Tagged: self-assessment


Making a Comeback: Reclaiming Assessment as a Motivator in your Classroom

I appreciate how patient my daughter is with me when I ask her questions about school. Fortunately, she does not yet have an awareness that, when her friends get home from school, they likely do not have to respond to the same questions of, “How did you get to show your teacher what you know today?” or “Where did you have choice in your work today?” Admittedly, typing this makes me smile, as I realize I should probably simmer down with my questioning a bit. Yet I learn so much about the experiences she is having in school as they relate to her ability to communicate what she can do with the content and skills she is being taught. And that knowledge is very important to me. Read more


How Learning Targets Empower Students (and Help Me, Too)

This guest post is written by Shannon Finnegan, a social studies teacher at Hopkins High School in Minnesota.

Throughout my teaching career, I have taught in three vastly different schools: a suburban high school, an inner city 6–12 school, and an alternative high school. In these different settings, I have found that there are certain educational buzzwords and catchphrases that will provoke groans and eye rolls on teacher professional development days regardless of where you work. Words such as differentiation, backwards planning, and standards-based grading are just a few of the phrases that will make teachers cringe on inservice days. When I began teaching at a small school in Brooklyn, New York, I came to loathe one phrase in particular: learning targets. Read more


Let’s Make Assessment Personal: Building Students’ Personal Efficacy

Many researchers continue to find that the higher one’s efficacy, the stronger the motivation, confidence, and drive to learn (Maddux, J. E., & Stanley, M. A. 1986). The lower one’s efficacy, the more apathy, and indifference a student will have toward learning (Bandura 1986). Many experts define personal efficacy as, “the confidence or strength of belief that our capabilities can lead to goal attainment and realized achievement” (John Hattie 2015 et al.). Read more


The Secret Ingredient to Effective Interventions: Students’ Perceptions

When students know they are getting additional time and support for learning essential standards, sometimes referred to as intervention, do they see it as a punishment? Does it contribute to their perceptions of themselves as a “low” achiever? If so, we have a problem. Brookhart (2013) and Moss (2013) cite confidence as a key indicator of achievement. If students have confidence, they are more likely to persevere when they don’t immediately know how to do something. Confidence is the thing that will help students see possibility and hope (Moss & Brookhart, 2012). It’s this intrinsic state of being that will ensure interventions lead to high achievement. Read more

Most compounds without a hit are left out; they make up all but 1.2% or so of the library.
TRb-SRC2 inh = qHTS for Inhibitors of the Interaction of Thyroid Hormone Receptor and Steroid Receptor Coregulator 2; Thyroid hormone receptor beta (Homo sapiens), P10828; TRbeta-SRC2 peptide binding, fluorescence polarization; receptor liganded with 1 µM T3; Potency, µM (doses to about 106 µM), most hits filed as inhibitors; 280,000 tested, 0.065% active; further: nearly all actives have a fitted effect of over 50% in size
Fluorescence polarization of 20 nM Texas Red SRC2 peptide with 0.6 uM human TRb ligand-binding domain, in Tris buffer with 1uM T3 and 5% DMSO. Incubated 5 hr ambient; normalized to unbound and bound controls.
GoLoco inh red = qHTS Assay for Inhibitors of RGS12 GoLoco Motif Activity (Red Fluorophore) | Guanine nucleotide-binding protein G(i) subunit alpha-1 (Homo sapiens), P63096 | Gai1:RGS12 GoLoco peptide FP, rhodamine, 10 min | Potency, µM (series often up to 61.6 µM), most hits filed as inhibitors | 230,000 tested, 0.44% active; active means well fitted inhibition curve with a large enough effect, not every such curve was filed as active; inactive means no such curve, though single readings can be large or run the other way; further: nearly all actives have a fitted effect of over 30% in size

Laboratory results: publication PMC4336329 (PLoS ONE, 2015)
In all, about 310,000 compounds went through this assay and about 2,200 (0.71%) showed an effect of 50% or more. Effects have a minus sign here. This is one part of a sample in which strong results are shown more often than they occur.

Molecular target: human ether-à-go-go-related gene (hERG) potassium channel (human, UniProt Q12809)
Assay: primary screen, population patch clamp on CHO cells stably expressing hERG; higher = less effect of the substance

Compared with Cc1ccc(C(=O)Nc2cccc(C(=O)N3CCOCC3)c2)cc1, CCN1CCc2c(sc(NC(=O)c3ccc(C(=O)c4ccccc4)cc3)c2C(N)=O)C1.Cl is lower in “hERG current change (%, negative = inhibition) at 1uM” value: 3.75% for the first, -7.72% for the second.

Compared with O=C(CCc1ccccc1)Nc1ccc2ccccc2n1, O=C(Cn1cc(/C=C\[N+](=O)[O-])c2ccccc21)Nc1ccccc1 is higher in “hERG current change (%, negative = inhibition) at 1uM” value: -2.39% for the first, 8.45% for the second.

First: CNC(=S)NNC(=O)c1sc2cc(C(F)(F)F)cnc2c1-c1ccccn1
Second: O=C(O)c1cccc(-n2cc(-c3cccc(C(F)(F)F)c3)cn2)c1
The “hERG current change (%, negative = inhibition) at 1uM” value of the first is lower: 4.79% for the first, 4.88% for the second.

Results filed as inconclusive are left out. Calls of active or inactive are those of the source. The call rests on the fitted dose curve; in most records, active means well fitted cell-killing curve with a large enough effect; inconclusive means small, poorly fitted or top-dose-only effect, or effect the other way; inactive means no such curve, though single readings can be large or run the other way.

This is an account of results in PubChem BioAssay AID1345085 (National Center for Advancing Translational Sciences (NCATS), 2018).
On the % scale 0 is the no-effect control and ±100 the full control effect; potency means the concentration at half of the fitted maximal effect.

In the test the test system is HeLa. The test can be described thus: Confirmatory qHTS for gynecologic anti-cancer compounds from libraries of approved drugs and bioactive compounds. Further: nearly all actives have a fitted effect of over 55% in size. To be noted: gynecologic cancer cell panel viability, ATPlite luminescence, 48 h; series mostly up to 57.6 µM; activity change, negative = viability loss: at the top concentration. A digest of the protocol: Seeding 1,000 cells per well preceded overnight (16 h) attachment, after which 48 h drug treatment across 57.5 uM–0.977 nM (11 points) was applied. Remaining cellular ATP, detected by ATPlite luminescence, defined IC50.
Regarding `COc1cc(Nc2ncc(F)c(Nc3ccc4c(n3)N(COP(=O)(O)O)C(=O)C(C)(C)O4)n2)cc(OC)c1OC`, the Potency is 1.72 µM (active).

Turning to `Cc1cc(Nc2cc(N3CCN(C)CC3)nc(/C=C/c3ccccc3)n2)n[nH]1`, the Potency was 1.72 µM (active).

Can Assessment and Open-Ended Contexts Coexist?

When we consider all of the ways to ensure successful learning outcomes, knowing the criteria for success definitely tops the list. When we know where we are going, our chances of reaching that destination increase dramatically. But what about those times when we are trying to invite open-ended experiences: creativity, play, and imagination? How does criteria-setting fit within that paradigm? Can assessment practices, such as criteria-setting and self-assessment, live in harmony with these open-ended or emergent outcomes? Read more



Comments: 1

The Unbreakable Bond: Assessment and Instruction

“I can see why I should probably do this assessing all the time! You really learn a lot about your kids!”

The words of this teacher, new to the profession and new to reading instruction, were music to my ears. Our collaborative time together had been initiated because deadlines were looming on the reading assessment required by both our district and our provincial government. However, I had asserted that we were actually learning about it because it was essential for reading instruction and great for students. The young teacher initially seemed skeptical so, after practicing a diagnostic assessment with two of her first grade students, when she came to see the true value of the assessment to inform her instruction immediately, I knew we had made a breakthrough. Read more